Morning Rounds Megan Thielking

Good morning! STAT reporter Andrew Joseph here filling in for Megan. To the health and medicine news we go:

FDA chief unveils new office for drug reviews

FDA Commissioner Scott Gottlieb will tell the biotech bigwigs at the J.P. Morgan Healthcare Conference in San Francisco today how the agency plans to modernize the review of drug applications. The new Office of Drug Evaluation Science will be tasked with creating a standard way to include personalized medicine and digital data in those reviews. Gottlieb will be beamed in for the talk, though — he canceled plans to go to the Bay Area to help the FDA’s limited staff navigate the continuing partial government shutdown.
Meanwhile, seven former FDA commissioners are calling for the agency to become independent from HHS, which, the commissioners argue, would free it from political whims. 

Zika blood screening policy not cost-effective

During the Zika outbreak in Latin America, U.S. health regulators decided to screen donated blood for the mosquito-borne virus. But according to a new study, the policy was not cost-effective. Moreover, the researchers ran a simulation and found that such a policy would only be cost-effective during mosquito season in Puerto Rico and never in U.S. states. The simulation found that screening would only prevent one case of congenital Zika syndrome (the defects in children who are infected during gestation) every 33 years in Puerto Rico — and one case every 176 years in the 50 states. The FDA has eased back on screening rules — allowing pools of blood to be sampled instead of individual donations — but the researchers say the policy still isn't cost-effective.

How brain tumors damage surrounding tissue

Brain tumors cause “solid stress” — a compression of nearby tissue that can kill cells and result in some of the symptoms patients with brain cancer exhibit. In a new study, researchers set out to find what types of tumors are more likely to cause solid stress and if it can be alleviated. By both imaging patients' brain tumors and investigating tumors in mice, they found that tumors that remain a mass cause more stress than tumors that snake out into healthy tissue. These “nodular” tumors were more likely to decrease the blood flow in neighboring vessels and damage nearby cells. The researchers also explored ways of relieving the compression and found that in mice, the drug lithium reduced the surrounding cellular damage the tumors caused.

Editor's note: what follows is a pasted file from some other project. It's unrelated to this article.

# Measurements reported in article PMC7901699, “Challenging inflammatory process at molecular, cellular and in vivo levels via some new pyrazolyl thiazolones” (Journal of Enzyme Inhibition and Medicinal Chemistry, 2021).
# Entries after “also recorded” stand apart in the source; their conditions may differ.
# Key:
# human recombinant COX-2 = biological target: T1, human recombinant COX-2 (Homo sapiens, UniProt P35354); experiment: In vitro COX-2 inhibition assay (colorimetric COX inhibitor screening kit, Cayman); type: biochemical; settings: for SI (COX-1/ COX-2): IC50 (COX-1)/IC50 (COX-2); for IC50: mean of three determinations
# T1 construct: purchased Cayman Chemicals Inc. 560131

Inside STAT: People who don’t respond to HIV meds overlooked by pharma, researchers


Nelson Vergel's immune system has not recovered despite antiretroviral therapies.

Antiretroviral therapies have revolutionized the lives of many people with HIV, keeping their viral loads down and restoring their immune health. But some people don’t see their immune systems bounce back, and their beaten-down defenses leave them vulnerable to heart attacks, cancers, and dangerous infections. What’s more, drug companies aren’t pursuing new treatments that could help these so-called immunologic non-responders. “The field is moving on,” says Nelson Vergel, who has been dealing with HIV for 35 years. STAT contributor Apoorva Mandavilli has more here about how Vergel and a group of other HIV/AIDS activists are trying to change that.  

Need to study a parasite? Infect a grad student

Some graduate students subsist on ramen, some volunteer to get infected by worms. In a case report, researchers at the Netherlands' Leiden University Medical Center describe infecting two students with Schistosoma worms in an attempt to better understand how Katayama syndrome — an illness that arises after infection by Schistosoma larvae — is caused. The students were infected by male worms (chosen so the worms couldn’t lay eggs in their hosts) and developed symptoms including fever and headaches a few weeks later. The cases indicated that it is not the parasite's eggs that cause the syndrome and suggested the culprit might be antigens on the developing worms. Hope the students got some extra credit.

E-cigs boost flavored tobacco use among students

E-cigarettes appear to have driven an increase in the prevalence of middle and high school students who use flavored tobacco products, according to a new JAMA Pediatrics study. Researchers studied surveys from more than 78,000 students and found that, among students who use tobacco, the prevalence of those using flavored products dropped from 69.4 to 57.7 percent from 2014 to 2016. The figure increased in 2017, however, to 63.6 percent — a jump researchers attributed to the growing use of flavored e-cigarettes. The new data arrive as federal regulators aim to crack down on youth e-cigarette use.

What to read around the web today

  • Opinion: The Apple Watch 4 is an iffy atrial fibrillation detector in those under 55. STAT
  • Is marijuana as safe as we think? The New Yorker
  • Supreme Court seems unlikely to overhaul popular drug industry legal strategy. STAT Plus
  • A $20,243 bike crash: Zuckerberg hospital's aggressive tactics leave patients with big bills. Vox
  • Magic mushroom decriminalization just got 8,000 signatures closer to being on Denver's ballot. The Denver Post

Thanks for reading! 


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Tuesday, January 8, 2019


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